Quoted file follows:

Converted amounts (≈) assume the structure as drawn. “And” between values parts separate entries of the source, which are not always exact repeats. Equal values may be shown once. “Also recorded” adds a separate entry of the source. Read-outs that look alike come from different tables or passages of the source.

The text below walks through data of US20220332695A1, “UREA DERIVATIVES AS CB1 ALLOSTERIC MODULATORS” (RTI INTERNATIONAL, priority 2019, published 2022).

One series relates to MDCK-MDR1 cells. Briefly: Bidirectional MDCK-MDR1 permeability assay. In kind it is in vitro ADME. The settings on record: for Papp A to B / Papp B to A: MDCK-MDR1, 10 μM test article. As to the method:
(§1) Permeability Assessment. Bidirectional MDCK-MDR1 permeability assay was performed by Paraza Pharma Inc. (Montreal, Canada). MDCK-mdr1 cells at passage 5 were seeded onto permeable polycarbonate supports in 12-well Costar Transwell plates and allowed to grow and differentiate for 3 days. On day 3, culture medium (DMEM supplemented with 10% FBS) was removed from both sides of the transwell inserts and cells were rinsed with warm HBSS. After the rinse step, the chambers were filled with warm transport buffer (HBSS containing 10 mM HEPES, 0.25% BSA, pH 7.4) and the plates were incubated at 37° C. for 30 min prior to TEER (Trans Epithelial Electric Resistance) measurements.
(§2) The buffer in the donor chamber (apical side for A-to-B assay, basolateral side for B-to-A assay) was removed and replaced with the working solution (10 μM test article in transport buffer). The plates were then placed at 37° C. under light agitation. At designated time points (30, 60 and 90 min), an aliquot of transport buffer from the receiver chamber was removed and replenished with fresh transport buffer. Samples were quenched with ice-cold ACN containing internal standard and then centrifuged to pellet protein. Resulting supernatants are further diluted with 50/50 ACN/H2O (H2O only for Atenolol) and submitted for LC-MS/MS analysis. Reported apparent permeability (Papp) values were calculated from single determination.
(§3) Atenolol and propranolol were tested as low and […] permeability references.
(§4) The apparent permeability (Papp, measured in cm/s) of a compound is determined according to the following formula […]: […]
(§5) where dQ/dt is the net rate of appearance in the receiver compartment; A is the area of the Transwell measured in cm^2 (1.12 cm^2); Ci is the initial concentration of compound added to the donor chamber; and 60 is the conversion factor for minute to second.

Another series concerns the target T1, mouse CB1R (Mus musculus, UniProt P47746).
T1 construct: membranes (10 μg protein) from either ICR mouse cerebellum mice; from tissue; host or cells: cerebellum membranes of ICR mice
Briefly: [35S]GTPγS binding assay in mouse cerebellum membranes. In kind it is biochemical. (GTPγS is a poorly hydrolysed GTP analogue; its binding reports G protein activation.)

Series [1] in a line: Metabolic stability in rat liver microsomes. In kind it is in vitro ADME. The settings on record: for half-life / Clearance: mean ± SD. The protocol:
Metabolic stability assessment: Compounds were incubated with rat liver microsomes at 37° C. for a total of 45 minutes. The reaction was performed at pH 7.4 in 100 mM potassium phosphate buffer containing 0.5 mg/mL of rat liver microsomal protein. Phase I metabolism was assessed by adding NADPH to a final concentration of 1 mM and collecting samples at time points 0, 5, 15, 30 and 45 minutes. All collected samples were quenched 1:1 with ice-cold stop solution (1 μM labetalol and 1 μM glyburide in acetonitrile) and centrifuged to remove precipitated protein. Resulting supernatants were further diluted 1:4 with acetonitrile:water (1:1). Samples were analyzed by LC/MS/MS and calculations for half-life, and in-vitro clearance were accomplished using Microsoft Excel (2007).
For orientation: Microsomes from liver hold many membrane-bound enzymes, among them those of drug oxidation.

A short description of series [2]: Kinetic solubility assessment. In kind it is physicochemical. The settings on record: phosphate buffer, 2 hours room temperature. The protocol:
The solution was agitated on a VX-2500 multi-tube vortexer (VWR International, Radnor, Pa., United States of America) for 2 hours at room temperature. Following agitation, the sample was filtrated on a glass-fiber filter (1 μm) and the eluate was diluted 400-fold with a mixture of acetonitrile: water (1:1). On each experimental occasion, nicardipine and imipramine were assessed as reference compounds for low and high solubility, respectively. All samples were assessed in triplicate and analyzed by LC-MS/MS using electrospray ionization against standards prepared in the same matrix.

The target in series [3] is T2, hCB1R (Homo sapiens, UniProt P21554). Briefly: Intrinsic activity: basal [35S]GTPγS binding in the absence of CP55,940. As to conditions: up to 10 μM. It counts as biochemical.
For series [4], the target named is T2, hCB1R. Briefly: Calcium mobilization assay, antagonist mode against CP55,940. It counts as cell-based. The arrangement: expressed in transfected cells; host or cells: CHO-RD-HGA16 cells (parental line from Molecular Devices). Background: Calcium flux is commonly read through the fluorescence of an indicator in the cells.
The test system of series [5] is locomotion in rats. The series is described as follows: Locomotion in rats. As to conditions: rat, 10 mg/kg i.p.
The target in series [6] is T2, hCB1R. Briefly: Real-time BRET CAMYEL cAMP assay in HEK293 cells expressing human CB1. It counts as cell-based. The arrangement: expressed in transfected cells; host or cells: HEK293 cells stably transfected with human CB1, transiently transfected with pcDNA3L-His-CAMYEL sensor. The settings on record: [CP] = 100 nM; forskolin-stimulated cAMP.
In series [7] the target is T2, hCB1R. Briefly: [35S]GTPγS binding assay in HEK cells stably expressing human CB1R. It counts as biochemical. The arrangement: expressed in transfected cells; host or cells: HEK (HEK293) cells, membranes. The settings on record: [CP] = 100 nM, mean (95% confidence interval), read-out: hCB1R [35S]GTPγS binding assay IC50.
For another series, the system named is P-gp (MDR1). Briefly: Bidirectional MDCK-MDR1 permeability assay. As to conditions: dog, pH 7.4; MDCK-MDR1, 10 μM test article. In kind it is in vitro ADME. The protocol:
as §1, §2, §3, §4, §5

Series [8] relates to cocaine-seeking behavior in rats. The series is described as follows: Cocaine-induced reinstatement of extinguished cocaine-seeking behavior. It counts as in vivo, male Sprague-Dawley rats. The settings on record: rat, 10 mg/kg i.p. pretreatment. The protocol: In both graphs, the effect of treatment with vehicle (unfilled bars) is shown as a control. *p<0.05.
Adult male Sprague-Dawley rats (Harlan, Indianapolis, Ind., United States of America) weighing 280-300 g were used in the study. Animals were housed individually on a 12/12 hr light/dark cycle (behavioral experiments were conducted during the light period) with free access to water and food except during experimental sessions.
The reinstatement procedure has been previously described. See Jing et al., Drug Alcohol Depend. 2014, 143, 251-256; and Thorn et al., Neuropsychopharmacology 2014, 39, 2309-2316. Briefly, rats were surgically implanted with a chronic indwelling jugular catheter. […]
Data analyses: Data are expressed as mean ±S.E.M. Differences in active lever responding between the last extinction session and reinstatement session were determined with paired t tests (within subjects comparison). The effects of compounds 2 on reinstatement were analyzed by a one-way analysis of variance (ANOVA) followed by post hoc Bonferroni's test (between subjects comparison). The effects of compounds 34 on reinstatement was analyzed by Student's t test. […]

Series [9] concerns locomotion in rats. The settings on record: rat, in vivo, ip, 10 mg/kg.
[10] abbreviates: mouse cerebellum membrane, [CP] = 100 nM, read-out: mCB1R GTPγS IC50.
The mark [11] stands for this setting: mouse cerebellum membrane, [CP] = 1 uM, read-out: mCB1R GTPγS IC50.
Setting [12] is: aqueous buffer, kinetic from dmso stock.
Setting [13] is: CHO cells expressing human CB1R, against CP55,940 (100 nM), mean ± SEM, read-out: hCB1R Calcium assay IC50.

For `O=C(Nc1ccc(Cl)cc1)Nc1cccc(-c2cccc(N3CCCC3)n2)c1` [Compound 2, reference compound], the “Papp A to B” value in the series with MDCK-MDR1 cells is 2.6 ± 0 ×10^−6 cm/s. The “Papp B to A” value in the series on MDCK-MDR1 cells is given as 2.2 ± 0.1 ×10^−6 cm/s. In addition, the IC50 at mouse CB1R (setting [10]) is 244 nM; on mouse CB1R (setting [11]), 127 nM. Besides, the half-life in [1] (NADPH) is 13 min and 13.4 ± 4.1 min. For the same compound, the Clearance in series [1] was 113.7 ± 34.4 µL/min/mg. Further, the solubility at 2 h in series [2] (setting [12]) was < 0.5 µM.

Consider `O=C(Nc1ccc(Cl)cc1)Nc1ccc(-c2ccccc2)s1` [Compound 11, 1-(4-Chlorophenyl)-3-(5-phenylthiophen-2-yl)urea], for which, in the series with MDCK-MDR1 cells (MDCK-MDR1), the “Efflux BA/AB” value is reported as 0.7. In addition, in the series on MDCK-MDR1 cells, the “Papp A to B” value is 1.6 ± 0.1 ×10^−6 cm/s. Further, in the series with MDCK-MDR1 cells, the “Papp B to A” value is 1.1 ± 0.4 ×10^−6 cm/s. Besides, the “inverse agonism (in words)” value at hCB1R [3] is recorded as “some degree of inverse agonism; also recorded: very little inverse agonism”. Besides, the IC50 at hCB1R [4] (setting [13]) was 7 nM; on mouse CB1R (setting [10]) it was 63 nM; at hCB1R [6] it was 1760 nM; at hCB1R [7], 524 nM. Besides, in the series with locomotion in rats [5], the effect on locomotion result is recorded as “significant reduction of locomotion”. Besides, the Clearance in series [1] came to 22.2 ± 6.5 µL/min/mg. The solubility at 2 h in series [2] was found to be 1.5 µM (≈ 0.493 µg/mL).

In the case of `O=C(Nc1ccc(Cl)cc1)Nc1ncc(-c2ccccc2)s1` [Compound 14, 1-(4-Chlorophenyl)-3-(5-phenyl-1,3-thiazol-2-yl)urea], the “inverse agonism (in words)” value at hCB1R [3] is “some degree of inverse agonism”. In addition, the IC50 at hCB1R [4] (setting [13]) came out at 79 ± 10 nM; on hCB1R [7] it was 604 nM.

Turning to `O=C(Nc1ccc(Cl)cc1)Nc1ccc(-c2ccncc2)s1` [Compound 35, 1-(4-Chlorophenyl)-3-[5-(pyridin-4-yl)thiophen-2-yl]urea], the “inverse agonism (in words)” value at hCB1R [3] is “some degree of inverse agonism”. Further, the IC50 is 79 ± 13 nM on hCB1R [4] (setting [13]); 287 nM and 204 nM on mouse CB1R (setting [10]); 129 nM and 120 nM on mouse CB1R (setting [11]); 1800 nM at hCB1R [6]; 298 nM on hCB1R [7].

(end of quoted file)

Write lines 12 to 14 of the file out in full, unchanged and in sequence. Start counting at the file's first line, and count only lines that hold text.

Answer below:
Series [1] in a line: Metabolic stability in rat liver microsomes. In kind it is in vitro ADME. The settings on record: for half-life / Clearance: mean ± SD. The protocol:
Metabolic stability assessment: Compounds were incubated with rat liver microsomes at 37° C. for a total of 45 minutes. The reaction was performed at pH 7.4 in 100 mM potassium phosphate buffer containing 0.5 mg/mL of rat liver microsomal protein. Phase I metabolism was assessed by adding NADPH to a final concentration of 1 mM and collecting samples at time points 0, 5, 15, 30 and 45 minutes. All collected samples were quenched 1:1 with ice-cold stop solution (1 μM labetalol and 1 μM glyburide in acetonitrile) and centrifuged to remove precipitated protein. Resulting supernatants were further diluted 1:4 with acetonitrile:water (1:1). Samples were analyzed by LC/MS/MS and calculations for half-life, and in-vitro clearance were accomplished using Microsoft Excel (2007).
For orientation: Microsomes from liver hold many membrane-bound enzymes, among them those of drug oxidation.